For most people, a mild fear of spiders or mice has little impact on their lives. However, for others, phobias can cause huge amounts of discomfort or even be completely debilitating.
For these people, phobias are no laughing matter and may result in a restricted lifestyle, as the phobia interferes with occupations or social activities. Imagine the businessman who is afraid of flying or picking up the telephone, the university student who is scared of enclosed lecture theatres, children who are scared of the dark, or individuals who are too afraid of doctors to seek medical help.
If a phobia is causing you to experience extreme distress then it might be time to seek some extra support.
What is a Phobia?
A phobia is defined as an intense and persistent fear of something, which in reality, poses no threat.
People with phobias become immediately anxious when they are confronted with (or even think about) the phobic stimulus. Furthermore, while many people with phobias realise that their fear is excessive and unreasonable, they cannot control their feelings no matter how hard they try.
In psychology, phobias are categorised into 5 subgroups according to the primary focus of the fear:
- Animal (e.g., spiders, dogs, birds)
- Natural environment (e.g., heights, water, storms)
- Blood, injection and injury (e.g., injections, doctors, hospitals, cuts)
- Situational (e.g., planes, elevators, enclosed spaces)
- Other (e.g., clowns, loud noises, vomiting)
While phobias can be devastating, the good news is that they are highly treatable and can be cured. Extensive research has shown that exposure therapy is the optimal treatment for specific phobias.
What is Exposure Therapy?
In exposure therapy, the person with the phobia is encouraged to face the feared stimulus. This can either occur in reality (called in-vivo exposure), or through imagining it (imaginal exposure).
Usually, exposure therapy is based on a hierarchy progressing from the least to the most feared objects and situations. For example, if you have a fear of injections, you may start by looking at pictures of needles, then you might hold a needle. Together with your psychologist you might then go to the doctors surgery to talk about getting an injection. The final step would be for you to have an injection.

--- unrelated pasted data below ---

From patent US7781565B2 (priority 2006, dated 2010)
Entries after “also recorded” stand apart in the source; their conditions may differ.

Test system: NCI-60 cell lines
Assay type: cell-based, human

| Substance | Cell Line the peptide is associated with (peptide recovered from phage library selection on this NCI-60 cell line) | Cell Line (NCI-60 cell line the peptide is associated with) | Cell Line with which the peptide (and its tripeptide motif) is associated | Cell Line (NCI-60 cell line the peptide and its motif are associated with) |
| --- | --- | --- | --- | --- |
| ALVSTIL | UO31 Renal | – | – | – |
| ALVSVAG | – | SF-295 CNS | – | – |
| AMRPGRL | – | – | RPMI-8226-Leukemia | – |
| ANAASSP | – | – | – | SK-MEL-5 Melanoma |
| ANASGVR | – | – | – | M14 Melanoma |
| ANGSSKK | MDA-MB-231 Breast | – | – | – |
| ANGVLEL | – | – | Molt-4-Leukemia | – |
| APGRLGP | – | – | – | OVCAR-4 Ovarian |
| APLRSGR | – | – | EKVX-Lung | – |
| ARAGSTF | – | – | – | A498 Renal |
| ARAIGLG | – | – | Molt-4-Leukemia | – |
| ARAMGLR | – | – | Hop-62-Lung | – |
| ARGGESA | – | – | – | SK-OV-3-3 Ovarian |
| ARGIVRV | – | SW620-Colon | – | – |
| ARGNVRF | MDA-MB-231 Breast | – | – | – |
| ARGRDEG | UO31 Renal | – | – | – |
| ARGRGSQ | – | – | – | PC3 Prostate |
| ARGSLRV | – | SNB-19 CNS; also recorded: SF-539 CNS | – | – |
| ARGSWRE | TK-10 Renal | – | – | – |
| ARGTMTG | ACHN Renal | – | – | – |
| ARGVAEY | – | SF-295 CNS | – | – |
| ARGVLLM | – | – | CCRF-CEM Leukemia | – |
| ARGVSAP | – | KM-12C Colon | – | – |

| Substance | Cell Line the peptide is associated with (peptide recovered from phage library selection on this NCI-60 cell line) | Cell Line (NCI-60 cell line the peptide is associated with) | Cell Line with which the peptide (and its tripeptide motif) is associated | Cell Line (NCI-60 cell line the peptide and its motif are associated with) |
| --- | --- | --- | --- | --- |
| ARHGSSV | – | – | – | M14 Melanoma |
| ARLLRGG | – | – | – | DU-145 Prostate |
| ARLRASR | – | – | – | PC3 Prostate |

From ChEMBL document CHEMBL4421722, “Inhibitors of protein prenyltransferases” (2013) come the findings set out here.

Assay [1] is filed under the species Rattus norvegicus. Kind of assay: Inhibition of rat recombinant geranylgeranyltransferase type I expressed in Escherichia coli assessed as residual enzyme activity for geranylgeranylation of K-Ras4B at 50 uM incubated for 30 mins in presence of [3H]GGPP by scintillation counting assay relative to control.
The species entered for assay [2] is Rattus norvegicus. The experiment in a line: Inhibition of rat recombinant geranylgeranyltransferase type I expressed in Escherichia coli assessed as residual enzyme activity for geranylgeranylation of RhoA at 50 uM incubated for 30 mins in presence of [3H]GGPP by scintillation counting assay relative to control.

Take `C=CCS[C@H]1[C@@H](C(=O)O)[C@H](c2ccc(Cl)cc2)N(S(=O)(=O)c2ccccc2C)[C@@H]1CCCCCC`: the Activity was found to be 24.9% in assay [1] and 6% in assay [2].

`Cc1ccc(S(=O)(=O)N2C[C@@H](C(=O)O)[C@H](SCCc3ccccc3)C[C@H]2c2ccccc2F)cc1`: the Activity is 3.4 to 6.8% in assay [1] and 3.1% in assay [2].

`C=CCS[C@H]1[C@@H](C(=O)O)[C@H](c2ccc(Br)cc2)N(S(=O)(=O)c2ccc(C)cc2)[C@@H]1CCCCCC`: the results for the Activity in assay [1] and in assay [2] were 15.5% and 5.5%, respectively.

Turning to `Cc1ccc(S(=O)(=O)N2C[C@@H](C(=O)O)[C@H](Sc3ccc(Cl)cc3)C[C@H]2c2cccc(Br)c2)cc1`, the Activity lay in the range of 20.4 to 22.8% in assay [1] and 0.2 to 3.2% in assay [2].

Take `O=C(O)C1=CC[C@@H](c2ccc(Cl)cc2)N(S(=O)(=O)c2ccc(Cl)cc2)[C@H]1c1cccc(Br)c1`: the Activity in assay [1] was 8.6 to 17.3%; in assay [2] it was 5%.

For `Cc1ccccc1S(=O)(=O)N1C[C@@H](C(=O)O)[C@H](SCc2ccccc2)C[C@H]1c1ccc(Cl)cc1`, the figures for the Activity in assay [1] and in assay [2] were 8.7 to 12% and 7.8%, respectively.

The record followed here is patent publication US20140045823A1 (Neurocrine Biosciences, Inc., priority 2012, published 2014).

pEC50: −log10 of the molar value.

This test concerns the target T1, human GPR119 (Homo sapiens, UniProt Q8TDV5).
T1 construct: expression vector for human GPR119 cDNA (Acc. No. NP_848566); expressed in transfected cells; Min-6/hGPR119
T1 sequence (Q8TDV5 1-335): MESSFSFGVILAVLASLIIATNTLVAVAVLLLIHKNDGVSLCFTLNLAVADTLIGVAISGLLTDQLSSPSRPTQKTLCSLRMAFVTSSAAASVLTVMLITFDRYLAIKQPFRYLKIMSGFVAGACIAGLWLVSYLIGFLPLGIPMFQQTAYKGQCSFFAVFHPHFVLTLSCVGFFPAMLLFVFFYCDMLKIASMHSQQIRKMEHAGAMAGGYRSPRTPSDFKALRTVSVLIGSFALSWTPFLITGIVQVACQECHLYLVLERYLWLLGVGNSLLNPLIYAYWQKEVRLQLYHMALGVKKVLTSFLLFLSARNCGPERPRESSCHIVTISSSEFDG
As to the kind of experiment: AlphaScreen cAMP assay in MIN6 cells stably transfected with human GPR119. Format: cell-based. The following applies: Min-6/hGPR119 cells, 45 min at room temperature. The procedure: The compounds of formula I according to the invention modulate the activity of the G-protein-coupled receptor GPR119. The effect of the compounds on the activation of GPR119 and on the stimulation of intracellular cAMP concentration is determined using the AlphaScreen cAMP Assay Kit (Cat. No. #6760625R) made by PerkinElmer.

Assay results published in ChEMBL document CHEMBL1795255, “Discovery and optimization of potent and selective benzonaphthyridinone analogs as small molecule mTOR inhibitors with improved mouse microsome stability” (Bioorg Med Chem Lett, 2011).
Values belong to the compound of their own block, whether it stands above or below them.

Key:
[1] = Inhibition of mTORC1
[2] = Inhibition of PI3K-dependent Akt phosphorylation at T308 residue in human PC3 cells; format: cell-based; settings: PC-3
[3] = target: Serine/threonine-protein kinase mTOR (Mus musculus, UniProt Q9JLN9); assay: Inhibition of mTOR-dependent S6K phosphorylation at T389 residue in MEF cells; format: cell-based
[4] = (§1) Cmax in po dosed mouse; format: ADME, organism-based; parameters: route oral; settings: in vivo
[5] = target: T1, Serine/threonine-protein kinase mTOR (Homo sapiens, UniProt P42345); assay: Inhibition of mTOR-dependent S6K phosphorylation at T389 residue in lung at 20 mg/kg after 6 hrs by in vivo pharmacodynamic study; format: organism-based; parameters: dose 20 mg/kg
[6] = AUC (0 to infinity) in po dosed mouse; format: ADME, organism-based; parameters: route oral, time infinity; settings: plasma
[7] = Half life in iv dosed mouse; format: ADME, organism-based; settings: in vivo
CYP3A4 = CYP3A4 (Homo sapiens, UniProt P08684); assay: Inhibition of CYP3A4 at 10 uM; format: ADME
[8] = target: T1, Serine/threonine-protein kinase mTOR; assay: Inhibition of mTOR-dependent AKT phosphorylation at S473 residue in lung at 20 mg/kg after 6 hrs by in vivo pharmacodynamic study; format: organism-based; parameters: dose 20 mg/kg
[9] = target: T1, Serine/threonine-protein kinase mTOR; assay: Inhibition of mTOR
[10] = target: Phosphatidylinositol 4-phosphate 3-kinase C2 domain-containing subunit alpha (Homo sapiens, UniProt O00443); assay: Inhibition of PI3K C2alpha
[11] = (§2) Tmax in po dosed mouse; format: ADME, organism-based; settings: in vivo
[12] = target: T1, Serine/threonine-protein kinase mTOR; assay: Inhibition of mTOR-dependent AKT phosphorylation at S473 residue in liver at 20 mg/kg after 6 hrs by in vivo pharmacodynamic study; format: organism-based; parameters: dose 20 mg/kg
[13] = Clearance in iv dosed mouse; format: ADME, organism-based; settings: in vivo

Exposure therapy works by gradually increasing the level of exposure to your feared stimulus, which allows you to gain control. Most exposure therapies also include a relaxation component (which aims to help clients calm down and tolerate fear) and/or a cognitive component (which aims to help clients challenge their unhelpful thoughts, e.g., “The dog is going to attack me” or “I can’t deal with this fear”).
Should I Seek Treatment?
If your phobia has little impact on your life, you probably don’t need to be too concerned about it. However, if you experience any of the following, then it might be time to seek some professional help:
- Your phobia causes you to experience intense fear, anxiety or panic;
- You recognise your fear is excessive and unreasonable, however can’t stop the feelings;
- You avoid certain places/situations/people because of your phobia;
- Avoidance of your phobia interferes with your normal routine, occupation, social activities or relationships or causes you significant distress;
- You have had the phobia for at least 6 months.
Phobias can take over your life and stop you from doing the things that you love. Many people affected by phobias never seek out treatment, which means they sadly live a life of fear and anxiety.
Author: Ashley Cooper, B Psych (Hons), M Psych (Clinical), MAPS.
Ashley Cooper is a registered psychologist with clinical psychology training, working with children, adolescents and adults. She is passionate about helping individuals to overcome their mental health issues and improve their quality of life.
To make an appointment with Ashley Cooper try Online Booking – Mt Gravatt or call (07) 3088 5422.